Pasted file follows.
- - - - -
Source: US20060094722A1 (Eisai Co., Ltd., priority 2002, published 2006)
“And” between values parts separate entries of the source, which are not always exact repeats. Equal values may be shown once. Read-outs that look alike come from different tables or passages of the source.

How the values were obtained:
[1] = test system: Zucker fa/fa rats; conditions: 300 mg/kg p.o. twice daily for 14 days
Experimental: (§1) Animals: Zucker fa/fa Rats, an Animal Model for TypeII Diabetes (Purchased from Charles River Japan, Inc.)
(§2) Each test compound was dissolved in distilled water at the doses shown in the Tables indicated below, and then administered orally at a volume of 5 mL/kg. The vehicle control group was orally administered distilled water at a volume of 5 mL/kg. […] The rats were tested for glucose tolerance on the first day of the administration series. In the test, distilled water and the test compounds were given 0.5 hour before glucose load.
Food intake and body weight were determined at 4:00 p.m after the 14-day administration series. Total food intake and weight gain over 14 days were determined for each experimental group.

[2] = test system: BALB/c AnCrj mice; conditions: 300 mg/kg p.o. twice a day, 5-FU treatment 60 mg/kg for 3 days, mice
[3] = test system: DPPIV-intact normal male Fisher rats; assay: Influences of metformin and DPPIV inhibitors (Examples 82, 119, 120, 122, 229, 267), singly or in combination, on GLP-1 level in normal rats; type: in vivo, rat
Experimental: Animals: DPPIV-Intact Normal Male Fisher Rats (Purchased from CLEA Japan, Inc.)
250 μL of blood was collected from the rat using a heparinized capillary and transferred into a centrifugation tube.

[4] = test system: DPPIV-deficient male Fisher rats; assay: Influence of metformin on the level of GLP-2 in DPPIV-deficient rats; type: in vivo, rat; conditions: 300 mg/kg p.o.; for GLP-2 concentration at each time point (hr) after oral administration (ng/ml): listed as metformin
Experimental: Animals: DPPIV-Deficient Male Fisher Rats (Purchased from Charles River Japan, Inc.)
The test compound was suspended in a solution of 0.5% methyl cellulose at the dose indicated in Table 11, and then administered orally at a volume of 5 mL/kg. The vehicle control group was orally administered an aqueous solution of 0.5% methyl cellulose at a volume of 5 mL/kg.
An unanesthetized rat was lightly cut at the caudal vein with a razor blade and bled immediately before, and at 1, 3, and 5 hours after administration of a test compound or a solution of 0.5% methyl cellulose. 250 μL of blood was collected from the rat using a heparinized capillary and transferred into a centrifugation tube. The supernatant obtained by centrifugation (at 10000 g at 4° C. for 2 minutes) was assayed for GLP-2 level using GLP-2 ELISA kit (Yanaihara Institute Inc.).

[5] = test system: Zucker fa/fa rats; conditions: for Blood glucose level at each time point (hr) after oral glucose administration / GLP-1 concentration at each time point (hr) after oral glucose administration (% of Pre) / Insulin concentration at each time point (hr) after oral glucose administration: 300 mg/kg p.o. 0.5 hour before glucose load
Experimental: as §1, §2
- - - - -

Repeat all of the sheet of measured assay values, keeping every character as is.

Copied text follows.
Source: US20060094722A1 (Eisai Co., Ltd., priority 2002, published 2006)
“And” between values parts separate entries of the source, which are not always exact repeats. Equal values may be shown once. Read-outs that look alike come from different tables or passages of the source.

How the values were obtained:
[1] = test system: Zucker fa/fa rats; conditions: 300 mg/kg p.o. twice daily for 14 days
Experimental: (§1) Animals: Zucker fa/fa Rats, an Animal Model for TypeII Diabetes (Purchased from Charles River Japan, Inc.)
(§2) Each test compound was dissolved in distilled water at the doses shown in the Tables indicated below, and then administered orally at a volume of 5 mL/kg. The vehicle control group was orally administered distilled water at a volume of 5 mL/kg. […] The rats were tested for glucose tolerance on the first day of the administration series. In the test, distilled water and the test compounds were given 0.5 hour before glucose load.
Food intake and body weight were determined at 4:00 p.m after the 14-day administration series. Total food intake and weight gain over 14 days were determined for each experimental group.

[2] = test system: BALB/c AnCrj mice; conditions: 300 mg/kg p.o. twice a day, 5-FU treatment 60 mg/kg for 3 days, mice
[3] = test system: DPPIV-intact normal male Fisher rats; assay: Influences of metformin and DPPIV inhibitors (Examples 82, 119, 120, 122, 229, 267), singly or in combination, on GLP-1 level in normal rats; type: in vivo, rat
Experimental: Animals: DPPIV-Intact Normal Male Fisher Rats (Purchased from CLEA Japan, Inc.)
250 μL of blood was collected from the rat using a heparinized capillary and transferred into a centrifugation tube.

[4] = test system: DPPIV-deficient male Fisher rats; assay: Influence of metformin on the level of GLP-2 in DPPIV-deficient rats; type: in vivo, rat; conditions: 300 mg/kg p.o.; for GLP-2 concentration at each time point (hr) after oral administration (ng/ml): listed as metformin
Experimental: Animals: DPPIV-Deficient Male Fisher Rats (Purchased from Charles River Japan, Inc.)
The test compound was suspended in a solution of 0.5% methyl cellulose at the dose indicated in Table 11, and then administered orally at a volume of 5 mL/kg. The vehicle control group was orally administered an aqueous solution of 0.5% methyl cellulose at a volume of 5 mL/kg.
An unanesthetized rat was lightly cut at the caudal vein with a razor blade and bled immediately before, and at 1, 3, and 5 hours after administration of a test compound or a solution of 0.5% methyl cellulose. 250 μL of blood was collected from the rat using a heparinized capillary and transferred into a centrifugation tube. The supernatant obtained by centrifugation (at 10000 g at 4° C. for 2 minutes) was assayed for GLP-2 level using GLP-2 ELISA kit (Yanaihara Institute Inc.).

[5] = test system: Zucker fa/fa rats; conditions: for Blood glucose level at each time point (hr) after oral glucose administration / GLP-1 concentration at each time point (hr) after oral glucose administration (% of Pre) / Insulin concentration at each time point (hr) after oral glucose administration: 300 mg/kg p.o. 0.5 hour before glucose load
Experimental: as §1, §2